The Federal Reserve has never maintained interest rates so low for so long over the course of modern economic history: they have been close to 0% since 2007, in reaction to the economic crisis of the time and the weak recovery since then.
Temporary measures have become the norm: the Fed today buys $85 billion of U.S. Treasuries (NYSEARCA:TLT) and mortgage securities per month in order to stimulate the economy. It has announced that it would not cease to use this unconventional monetary policy until the unemployment rate drops to 6.5% (it is currently 7.6%). Even though these emergency measures have been necessary, they are also dangerous.
Firstly, let us highlight the good management of Ben Bernanke, the Federal Reserve's chairman since 2006. Given his experience as a macroeconomist focused on the crash of 1929 and monetary policy, it would have been difficult to find someone better equipped to head the Fed over the past few years.
The 'Bernanke put', or the automatic decrease of interest rates during periods of markets weaknesses, seems to have had a positive effect on the economy, even though the latter still remains wobbly. Investors' optimism increased over the past months, on every scale. The Dow Jones Industrial Average (NYSEARCA:DIA) and the S&P 500 (NYSEARCA:SPY) indices both reached a new all-time high and have more than doubled since 2009. 'Mega deals' are taking place again, such as the announced buyouts of H.J. Heinz (NYSE:HNZ) and Dell (NASDAQ:DELL). Retail investors are plunging back into the stock market, and residential real estate has regained strength. In light of this, households are more confident and feel wealthier, have increased their spending and started borrowing again, for some.
Even if inflation has not occurred yet, the current monetary policy can be cause for worry. Several credit markets have taken off and risk tolerance has grown among investors. In particular, the junk bond (high yielding bonds rated 'speculative' by rating agencies) and leveraged loan (loans to companies already having a substantial amount of debt on their books) markets can become artificially inflated. Any speculative bubble could threaten the shaky health of the economy. Some 'exotic' securities and structured products that had disappearing for a few years are reappearing on Wall Street (what can be a good thing, as long as they serve their intended purpose, which is the help hedge risk).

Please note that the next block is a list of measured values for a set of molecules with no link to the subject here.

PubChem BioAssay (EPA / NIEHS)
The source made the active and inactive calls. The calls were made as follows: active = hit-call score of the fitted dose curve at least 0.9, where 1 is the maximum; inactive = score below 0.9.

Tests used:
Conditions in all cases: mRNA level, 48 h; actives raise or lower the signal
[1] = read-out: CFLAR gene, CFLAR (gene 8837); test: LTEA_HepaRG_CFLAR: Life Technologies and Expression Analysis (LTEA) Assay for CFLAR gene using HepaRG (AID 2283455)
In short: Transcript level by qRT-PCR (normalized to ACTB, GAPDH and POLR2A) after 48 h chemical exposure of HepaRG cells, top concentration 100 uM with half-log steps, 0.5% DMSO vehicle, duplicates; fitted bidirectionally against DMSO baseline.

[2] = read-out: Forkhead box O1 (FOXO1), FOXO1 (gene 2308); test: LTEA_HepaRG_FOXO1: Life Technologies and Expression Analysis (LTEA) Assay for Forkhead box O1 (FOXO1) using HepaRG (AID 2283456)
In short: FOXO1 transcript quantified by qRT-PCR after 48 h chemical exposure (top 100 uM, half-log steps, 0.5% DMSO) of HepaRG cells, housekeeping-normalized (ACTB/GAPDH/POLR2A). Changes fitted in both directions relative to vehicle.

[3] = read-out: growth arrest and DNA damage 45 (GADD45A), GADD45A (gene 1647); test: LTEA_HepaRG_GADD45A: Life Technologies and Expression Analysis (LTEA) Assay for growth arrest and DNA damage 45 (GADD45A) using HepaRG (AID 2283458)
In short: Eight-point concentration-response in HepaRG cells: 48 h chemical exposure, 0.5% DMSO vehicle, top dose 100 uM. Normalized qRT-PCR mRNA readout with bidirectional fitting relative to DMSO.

Furthermore, even though large corporations borrow easily at extremely low rates, overall, credit is still difficult to access for many. Banks are still lending in a limited fashion, and the liquidities injected in the economy by the Fed sometimes do not reach past the banking system. In this case, the Fed's cash is used to recapitalize financial institutions' balance sheets, and that mandatory equity raise was imposed by the Fed. On the other hand, lenders are now in a much better financial situation than several years ago. Citi (NYSE:C) is no more on the brink of collapse, J.P. Morgan (NYSE:JPM), expect for a trading loss, is still perceived as strong, and AIG (NYSE:AIG) might this year seek to pay dividends again.
In the medium run, the Fed will have to overcome significant obstacles in order to continue guiding the economy towards full health. It has used extraordinary measures, never used before, and the consequences are yet unknown. The economy is still under perfusion, and the Fed autocorrects daily its guidance based on the information it receives.
The Federal Reserve will absolutely have to show it is capable of handling well its monetary policy exit smoothly so that no sharp market volatility occurs when the day to increase interest rates comes. The change in monetary policy will have to take place when investors will have regained sufficient confidence in the economy. Beforehand, any premature decision by the Fed risks weighting heavily on stock prices, and could thereby have an impact on the consumer, who still bears the scar of the 'Great Recession'. Nevertheless, the Fed cannot wait too long before raising the rates, or it might favor the creation of financial bubbles.
When will the rates rise? That is the question. The March job report has been weak: even if unemployment has slightly dropped, it did so because of workers abandoning their job searches and dropping out of the workforce. This should give a reason for the Fed to keep rates close to 0% over the next few months. But lately, the Fed's board members have been split on what monetary policy to adopt and when to do so. Voices have risen to stop pumping liquidity in the banking system. We can therefore expect rates to rise in early 2014, if unemployment drops significantly before the end of the year.